Australians aren't happy with their choices for leader but they have to vote anyway

Mar 2012
54,653
36,289
New Hampshire
#1
Australia doesn't really like either its Prime Minister, Scott Morrison, or Opposition Labor leader Bill Shorten. In surveys of who would make a better leader, a full quarter of Australians can't even pick between the two.

But with Australia one of the few countries in the world to have compulsory voting, they have to cast their ballot for someone on Saturday, which experts are saying could lead to a record third-party vote.

More than anything else, amid a merry-go-round of prime ministers and a lack of leadership, Australians are just fed up with both major parties, former Liberal Party leader John Hewson told CNN. "Basically both parties are self-absorbed, scoring points on each other, inside the party or between parties, so basically all the big issues have just been left adrift," he said.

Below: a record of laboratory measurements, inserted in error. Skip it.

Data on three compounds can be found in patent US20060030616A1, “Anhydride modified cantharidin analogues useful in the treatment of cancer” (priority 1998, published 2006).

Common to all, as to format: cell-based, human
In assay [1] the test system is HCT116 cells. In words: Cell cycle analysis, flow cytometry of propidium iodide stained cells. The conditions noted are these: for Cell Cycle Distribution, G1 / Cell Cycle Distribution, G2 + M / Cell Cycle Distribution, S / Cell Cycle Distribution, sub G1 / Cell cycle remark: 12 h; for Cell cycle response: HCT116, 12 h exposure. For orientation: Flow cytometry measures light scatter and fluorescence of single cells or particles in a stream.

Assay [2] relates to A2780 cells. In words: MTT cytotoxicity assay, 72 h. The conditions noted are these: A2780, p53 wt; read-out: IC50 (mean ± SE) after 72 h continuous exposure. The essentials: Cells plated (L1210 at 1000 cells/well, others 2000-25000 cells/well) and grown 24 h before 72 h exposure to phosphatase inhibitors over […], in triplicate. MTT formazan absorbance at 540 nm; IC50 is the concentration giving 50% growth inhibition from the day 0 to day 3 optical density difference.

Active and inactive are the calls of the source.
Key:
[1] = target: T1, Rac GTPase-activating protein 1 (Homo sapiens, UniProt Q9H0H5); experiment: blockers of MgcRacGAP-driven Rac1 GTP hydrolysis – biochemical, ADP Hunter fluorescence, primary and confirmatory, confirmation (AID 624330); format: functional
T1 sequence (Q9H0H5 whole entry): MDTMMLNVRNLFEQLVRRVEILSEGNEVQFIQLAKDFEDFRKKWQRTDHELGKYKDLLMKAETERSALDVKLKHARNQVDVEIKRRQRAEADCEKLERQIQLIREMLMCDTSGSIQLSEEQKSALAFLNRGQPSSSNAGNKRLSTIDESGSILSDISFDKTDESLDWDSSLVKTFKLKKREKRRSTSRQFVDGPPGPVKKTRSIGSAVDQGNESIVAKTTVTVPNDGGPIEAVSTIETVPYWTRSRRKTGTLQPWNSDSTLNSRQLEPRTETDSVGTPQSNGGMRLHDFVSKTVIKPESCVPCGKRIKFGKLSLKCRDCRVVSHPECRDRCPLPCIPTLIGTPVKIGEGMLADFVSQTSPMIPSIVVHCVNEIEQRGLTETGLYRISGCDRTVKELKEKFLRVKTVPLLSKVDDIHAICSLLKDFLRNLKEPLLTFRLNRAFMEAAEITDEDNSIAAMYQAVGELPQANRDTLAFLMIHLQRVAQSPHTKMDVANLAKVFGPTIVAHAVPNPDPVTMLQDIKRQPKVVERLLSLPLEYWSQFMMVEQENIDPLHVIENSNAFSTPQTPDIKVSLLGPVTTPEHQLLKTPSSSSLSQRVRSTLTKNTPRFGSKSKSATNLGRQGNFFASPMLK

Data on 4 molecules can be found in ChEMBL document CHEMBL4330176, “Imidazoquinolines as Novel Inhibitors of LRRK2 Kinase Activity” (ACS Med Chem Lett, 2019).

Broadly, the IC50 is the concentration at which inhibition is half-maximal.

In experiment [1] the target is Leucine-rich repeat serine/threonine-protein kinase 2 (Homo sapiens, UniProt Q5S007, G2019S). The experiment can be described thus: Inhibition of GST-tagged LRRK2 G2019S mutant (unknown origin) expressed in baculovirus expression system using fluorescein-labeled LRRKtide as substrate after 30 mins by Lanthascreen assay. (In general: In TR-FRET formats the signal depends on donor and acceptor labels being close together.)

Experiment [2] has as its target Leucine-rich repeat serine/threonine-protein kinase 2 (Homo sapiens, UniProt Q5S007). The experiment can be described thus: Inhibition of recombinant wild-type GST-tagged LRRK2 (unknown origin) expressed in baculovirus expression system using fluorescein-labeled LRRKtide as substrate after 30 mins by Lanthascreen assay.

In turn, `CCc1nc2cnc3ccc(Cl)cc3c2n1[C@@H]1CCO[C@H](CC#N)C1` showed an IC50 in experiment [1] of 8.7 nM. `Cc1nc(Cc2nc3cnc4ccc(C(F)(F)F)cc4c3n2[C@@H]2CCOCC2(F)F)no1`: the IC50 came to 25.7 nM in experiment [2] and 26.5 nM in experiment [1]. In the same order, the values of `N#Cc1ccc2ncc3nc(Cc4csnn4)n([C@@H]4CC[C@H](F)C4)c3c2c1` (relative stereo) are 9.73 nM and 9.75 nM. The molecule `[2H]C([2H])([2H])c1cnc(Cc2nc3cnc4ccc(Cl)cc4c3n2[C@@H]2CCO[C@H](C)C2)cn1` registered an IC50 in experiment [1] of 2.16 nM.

In a survey after the 2016 election, the Australian National University found the country's dissatisfaction with democracy was at an all-time high. Of almost 3,000 voters interviewed, 40% said they were unhappy with Australia's democracy, 56% said the government was run for a few big interests and a record 74% said people in government just "look after themselves."

At the last election in 2016, more Australians cast ballots for a third-party candidate than at any time since the end of World War II. In the country's upper house, the Senate, one in three votes was for neither the Labor party or the Liberal National coalition.

Australia election 2019: Voters aren't really happy with either of their choices for leader, but they have to vote anyway - CNN
 
Likes: The Man
Jul 2015
32,194
23,357
Florida
#4
Australia doesn't really like either its Prime Minister, Scott Morrison, or Opposition Labor leader Bill Shorten. In surveys of who would make a better leader, a full quarter of Australians can't even pick between the two.

But with Australia one of the few countries in the world to have compulsory voting, they have to cast their ballot for someone on Saturday, which experts are saying could lead to a record third-party vote.